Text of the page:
$$ \frac{Regional Wage Parity}{Regional Price Parity} = HowMuchStuffYouCanBuy $$

"How much stuff you can buy" is really the figure that this question is trying to get at.

The state with the highest "apples per day" value is New Hampshire (126) followed by Virginia (123). As I said, New York and Louisiana do the worst. DC and Georgia conform exactly to the national average. Here are these value's graphed:

How many apples can you buy

Note, while local wages seem to predict well for this "how many apples" measure, prices do not seem to predict at all. Goes to show, cheap != affordable.

prices

Here's the raw data I used for this if you want to play around with it:

+----------------------+-----------------------+----------------------+------------------+
|        State         | Regional Price Parity | Regional Wage Parity | How Many Apples? |
+----------------------+-----------------------+----------------------+------------------+
| Louisiana            | 91.40%                | 77.81%               |               85 |
| New York             | 115.40%               | 99.14%               |               86 |
| New Mexico           | 94.80%                | 83.12%               |               88 |
| Mississippi          | 86.40%                | 77.30%               |               89 |
| Arkansas             | 87.60%                | 78.39%               |               89 |
| Montana              | 94.20%                | 84.35%               |               90 |
| Kentucky             | 88.80%                | 80.21%               |               90 |
| North Carolina       | 91.60%                | 83.45%               |               91 |
| Florida              | 98.80%                | 90.60%               |               92 |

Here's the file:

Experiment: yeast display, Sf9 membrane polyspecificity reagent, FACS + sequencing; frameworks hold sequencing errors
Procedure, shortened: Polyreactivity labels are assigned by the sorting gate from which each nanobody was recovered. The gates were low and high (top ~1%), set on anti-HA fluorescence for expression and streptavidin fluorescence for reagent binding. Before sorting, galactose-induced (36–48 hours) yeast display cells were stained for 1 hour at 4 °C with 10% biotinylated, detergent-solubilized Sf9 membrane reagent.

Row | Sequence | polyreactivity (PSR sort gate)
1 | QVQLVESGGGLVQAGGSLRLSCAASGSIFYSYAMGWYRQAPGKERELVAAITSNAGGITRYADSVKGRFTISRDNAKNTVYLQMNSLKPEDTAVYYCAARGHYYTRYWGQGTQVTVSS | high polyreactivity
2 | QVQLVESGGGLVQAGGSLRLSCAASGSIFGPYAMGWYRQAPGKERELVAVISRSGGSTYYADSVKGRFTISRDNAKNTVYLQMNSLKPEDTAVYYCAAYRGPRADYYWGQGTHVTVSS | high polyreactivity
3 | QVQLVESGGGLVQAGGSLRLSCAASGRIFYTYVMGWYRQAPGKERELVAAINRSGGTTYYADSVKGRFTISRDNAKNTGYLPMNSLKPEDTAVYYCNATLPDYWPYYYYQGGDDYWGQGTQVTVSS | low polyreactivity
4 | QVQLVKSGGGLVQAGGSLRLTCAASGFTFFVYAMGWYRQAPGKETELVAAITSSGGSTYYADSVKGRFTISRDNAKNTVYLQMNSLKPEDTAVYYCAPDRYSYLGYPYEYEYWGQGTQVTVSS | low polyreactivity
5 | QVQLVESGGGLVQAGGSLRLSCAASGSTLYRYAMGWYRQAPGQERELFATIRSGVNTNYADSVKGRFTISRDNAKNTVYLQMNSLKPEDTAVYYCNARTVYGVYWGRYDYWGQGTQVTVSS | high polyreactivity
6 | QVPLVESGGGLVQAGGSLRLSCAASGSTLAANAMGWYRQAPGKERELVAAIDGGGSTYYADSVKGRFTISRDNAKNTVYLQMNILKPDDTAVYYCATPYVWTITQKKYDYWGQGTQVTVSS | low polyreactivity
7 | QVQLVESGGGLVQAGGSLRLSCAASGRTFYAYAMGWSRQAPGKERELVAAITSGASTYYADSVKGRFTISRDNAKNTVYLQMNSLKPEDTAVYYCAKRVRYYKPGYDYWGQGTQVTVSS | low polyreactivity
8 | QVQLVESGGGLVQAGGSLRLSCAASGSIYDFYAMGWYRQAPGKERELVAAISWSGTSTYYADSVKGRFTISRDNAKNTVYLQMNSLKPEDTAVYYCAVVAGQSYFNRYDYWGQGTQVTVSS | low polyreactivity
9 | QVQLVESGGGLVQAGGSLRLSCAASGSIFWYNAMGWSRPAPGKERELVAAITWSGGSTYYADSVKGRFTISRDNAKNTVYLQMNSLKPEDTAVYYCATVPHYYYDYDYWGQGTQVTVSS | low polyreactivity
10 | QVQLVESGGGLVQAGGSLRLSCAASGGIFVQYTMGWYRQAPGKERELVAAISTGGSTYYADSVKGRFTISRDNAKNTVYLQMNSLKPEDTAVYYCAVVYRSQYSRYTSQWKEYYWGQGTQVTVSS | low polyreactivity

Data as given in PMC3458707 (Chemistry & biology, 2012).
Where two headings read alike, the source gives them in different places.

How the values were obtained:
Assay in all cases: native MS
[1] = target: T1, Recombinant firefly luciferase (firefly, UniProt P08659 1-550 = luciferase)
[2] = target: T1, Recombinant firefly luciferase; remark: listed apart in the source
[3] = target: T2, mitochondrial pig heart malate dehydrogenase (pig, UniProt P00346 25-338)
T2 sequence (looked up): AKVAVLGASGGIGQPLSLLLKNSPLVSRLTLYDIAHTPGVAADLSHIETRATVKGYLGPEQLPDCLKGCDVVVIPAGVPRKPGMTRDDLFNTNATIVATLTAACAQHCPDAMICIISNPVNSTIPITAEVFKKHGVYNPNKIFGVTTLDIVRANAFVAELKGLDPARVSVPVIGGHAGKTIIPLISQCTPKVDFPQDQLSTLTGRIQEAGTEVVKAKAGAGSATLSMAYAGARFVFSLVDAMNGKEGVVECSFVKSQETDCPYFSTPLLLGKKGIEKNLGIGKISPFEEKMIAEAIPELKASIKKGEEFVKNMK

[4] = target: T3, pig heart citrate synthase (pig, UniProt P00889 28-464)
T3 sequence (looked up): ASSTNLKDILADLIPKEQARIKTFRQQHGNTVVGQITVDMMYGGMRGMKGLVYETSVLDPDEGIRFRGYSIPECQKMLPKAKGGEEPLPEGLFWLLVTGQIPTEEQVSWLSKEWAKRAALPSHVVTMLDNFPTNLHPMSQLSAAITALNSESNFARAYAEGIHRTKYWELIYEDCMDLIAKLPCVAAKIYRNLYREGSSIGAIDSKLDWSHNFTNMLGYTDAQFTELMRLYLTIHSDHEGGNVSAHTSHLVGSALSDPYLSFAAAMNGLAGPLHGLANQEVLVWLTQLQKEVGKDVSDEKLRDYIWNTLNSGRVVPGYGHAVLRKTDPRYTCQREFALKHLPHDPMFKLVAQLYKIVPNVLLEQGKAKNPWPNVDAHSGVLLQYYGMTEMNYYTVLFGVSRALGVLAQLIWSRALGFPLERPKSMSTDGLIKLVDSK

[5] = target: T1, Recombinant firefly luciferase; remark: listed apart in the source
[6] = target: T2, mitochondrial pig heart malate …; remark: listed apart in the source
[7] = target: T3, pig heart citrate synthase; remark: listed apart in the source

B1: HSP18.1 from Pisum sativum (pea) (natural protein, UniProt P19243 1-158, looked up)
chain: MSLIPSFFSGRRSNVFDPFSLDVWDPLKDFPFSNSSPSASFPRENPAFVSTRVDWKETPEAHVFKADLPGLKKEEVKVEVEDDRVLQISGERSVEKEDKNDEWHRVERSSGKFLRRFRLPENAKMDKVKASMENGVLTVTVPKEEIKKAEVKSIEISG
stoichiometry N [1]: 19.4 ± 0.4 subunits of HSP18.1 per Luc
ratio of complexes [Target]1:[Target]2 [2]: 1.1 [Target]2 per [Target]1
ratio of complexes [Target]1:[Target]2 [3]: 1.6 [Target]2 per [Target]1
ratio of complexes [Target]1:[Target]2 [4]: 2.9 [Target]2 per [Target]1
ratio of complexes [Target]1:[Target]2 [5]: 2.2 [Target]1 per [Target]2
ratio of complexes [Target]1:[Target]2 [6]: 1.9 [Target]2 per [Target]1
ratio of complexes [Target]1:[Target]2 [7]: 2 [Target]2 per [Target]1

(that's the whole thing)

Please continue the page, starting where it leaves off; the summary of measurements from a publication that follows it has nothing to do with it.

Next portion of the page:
| Tennessee            | 90.70%                | 83.27%               |               92 |
| South Carolina       | 90.70%                | 83.53%               |               92 |
| West Virginia        | 88.60%                | 81.89%               |               92 |
| Nevada               | 98.20%                | 91.10%               |               93 |
| Alabama              | 88.10%                | 83.07%               |               94 |
| California           | 112.90%               | 109.39%              |               97 |
| Arizona              | 98.10%                | 95.31%               |               97 |
| Hawaii               | 117.20%               | 115.16%              |               98 |
| Maine                | 98.30%                | 97.09%               |               99 |
| Ohio                 | 89.20%                | 88.24%               |               99 |
| Delaware             | 102.30%               | 101.61%              |               99 |
| District of Columbia | 118.20%               | 118.01%              |              100 |
| Georgia              | 92.00%                | 92.23%               |              100 |
| Indiana              | 91.10%                | 91.93%               |              101 |
| Michigan             | 94.40%                | 96.26%               |              102 |
| Oklahoma             | 89.90%                | 91.71%               |              102 |
| Idaho                | 93.60%                | 95.86%               |              102 |
| Pennsylvania         | 98.70%                | 101.48%              |              103 |
| Illinois             | 100.60%               | 103.93%              |              103 |
| Texas                | 96.50%                | 100.33%              |              104 |
| Vermont              | 100.90%               | 105.73%              |              105 |
| Oregon               | 98.80%                | 103.97%              |              105 |
| Kansas               | 89.90%                | 96.16%               |              107 |
| Rhode Island         | 98.70%                | 106.07%              |              107 |
| Missouri             | 88.10%                | 95.00%               |              108 |
| New Jersey           | 114.10%               | 124.36%              |              109 |
| Alaska               | 107.10%               | 118.71%              |              111 |
| South Dakota         | 88.20%                | 98.39%               |              112 |
| Wisconsin            | 92.90%                | 104.50%              |              112 |
| Washington           | 103.20%               | 116.72%              |              113 |
| Wyoming              | 96.40%                | 109.30%              |              113 |
| Colorado             | 101.60%               | 116.78%              |              115 |
| Iowa                 | 89.50%                | 103.26%              |              115 |